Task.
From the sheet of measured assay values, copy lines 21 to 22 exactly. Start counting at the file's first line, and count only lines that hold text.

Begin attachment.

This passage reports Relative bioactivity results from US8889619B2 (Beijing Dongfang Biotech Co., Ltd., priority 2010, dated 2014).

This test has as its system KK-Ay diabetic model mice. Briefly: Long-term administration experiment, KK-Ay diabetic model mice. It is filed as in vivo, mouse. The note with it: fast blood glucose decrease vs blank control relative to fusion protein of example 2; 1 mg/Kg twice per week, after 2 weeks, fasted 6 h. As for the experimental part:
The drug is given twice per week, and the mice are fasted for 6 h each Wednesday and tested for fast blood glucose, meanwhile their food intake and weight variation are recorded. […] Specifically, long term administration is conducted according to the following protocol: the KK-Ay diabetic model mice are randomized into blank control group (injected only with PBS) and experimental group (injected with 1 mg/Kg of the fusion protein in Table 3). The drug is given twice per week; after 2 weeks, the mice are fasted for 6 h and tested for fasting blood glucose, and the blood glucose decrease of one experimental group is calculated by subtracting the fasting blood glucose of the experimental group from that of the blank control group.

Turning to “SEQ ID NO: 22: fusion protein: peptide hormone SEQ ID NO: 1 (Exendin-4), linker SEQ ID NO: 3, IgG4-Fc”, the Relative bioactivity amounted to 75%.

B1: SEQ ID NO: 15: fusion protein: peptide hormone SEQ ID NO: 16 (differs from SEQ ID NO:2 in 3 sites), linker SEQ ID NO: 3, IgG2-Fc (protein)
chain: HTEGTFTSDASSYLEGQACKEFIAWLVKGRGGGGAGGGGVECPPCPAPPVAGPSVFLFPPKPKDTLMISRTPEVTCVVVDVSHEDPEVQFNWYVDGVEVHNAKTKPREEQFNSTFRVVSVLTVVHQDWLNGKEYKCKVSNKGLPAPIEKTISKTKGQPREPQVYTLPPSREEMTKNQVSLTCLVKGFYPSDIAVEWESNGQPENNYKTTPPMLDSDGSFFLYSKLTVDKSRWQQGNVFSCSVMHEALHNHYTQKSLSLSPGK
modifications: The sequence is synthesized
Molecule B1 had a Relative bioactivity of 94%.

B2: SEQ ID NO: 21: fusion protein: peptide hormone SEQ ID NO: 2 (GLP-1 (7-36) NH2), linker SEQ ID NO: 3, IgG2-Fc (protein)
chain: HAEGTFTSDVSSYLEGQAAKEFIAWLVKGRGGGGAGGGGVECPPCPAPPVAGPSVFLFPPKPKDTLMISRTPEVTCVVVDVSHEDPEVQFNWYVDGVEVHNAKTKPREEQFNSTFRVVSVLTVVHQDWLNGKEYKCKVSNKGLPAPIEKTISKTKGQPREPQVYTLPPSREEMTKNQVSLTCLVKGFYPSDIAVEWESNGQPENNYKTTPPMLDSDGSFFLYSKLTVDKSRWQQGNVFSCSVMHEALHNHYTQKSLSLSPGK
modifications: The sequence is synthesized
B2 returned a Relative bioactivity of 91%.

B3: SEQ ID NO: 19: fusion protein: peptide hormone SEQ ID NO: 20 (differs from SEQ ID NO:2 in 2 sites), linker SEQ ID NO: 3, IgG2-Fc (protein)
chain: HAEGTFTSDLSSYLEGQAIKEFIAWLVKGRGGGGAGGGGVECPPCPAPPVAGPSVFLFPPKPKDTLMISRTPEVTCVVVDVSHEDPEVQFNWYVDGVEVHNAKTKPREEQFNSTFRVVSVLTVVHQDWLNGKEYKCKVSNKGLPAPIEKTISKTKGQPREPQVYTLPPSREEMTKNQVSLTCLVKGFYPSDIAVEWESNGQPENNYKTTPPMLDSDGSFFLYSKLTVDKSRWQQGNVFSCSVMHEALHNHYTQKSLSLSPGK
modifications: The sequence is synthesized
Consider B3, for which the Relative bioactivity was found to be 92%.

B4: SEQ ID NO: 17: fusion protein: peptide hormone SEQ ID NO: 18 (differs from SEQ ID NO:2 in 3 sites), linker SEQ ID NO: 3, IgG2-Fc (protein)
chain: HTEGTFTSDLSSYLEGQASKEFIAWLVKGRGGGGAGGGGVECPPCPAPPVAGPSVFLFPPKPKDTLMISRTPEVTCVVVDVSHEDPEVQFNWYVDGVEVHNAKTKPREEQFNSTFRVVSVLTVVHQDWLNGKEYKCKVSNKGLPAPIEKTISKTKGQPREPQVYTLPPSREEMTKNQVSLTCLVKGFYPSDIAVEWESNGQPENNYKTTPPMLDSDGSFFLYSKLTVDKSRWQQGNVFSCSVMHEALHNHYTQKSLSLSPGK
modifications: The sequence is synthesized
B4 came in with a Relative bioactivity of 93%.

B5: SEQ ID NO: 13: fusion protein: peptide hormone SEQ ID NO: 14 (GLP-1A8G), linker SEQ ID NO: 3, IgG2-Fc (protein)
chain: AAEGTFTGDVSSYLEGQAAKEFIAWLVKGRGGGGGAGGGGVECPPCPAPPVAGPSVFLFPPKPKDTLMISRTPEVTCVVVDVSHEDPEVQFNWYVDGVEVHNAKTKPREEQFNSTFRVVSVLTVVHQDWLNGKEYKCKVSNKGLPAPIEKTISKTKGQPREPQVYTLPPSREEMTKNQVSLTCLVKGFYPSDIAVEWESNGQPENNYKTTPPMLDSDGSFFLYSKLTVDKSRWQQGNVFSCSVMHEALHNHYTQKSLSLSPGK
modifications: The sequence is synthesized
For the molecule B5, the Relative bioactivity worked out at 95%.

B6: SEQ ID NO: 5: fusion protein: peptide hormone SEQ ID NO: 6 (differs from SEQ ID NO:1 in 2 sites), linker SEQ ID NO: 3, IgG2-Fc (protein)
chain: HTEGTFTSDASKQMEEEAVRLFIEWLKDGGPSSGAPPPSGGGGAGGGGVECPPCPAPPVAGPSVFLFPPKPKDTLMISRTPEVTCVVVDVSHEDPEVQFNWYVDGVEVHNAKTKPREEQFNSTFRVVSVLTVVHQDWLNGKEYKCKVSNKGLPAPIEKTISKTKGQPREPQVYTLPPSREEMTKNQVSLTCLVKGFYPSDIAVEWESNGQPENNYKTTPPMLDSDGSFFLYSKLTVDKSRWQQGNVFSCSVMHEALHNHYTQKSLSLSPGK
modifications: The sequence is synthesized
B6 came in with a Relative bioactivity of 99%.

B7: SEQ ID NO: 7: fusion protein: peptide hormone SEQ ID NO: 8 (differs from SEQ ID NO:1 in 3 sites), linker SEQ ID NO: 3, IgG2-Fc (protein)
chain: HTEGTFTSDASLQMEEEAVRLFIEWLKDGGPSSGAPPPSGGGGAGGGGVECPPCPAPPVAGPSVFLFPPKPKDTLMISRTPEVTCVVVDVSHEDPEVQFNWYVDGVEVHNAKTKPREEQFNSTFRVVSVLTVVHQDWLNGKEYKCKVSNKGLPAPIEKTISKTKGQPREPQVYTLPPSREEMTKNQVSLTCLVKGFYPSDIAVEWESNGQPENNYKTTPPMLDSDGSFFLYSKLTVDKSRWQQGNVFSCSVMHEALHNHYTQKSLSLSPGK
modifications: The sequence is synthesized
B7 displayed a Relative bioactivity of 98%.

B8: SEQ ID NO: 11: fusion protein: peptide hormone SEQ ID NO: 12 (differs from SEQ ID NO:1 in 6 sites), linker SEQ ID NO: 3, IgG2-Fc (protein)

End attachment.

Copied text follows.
B5: SEQ ID NO: 13: fusion protein: peptide hormone SEQ ID NO: 14 (GLP-1A8G), linker SEQ ID NO: 3, IgG2-Fc (protein)
chain: AAEGTFTGDVSSYLEGQAAKEFIAWLVKGRGGGGGAGGGGVECPPCPAPPVAGPSVFLFPPKPKDTLMISRTPEVTCVVVDVSHEDPEVQFNWYVDGVEVHNAKTKPREEQFNSTFRVVSVLTVVHQDWLNGKEYKCKVSNKGLPAPIEKTISKTKGQPREPQVYTLPPSREEMTKNQVSLTCLVKGFYPSDIAVEWESNGQPENNYKTTPPMLDSDGSFFLYSKLTVDKSRWQQGNVFSCSVMHEALHNHYTQKSLSLSPGK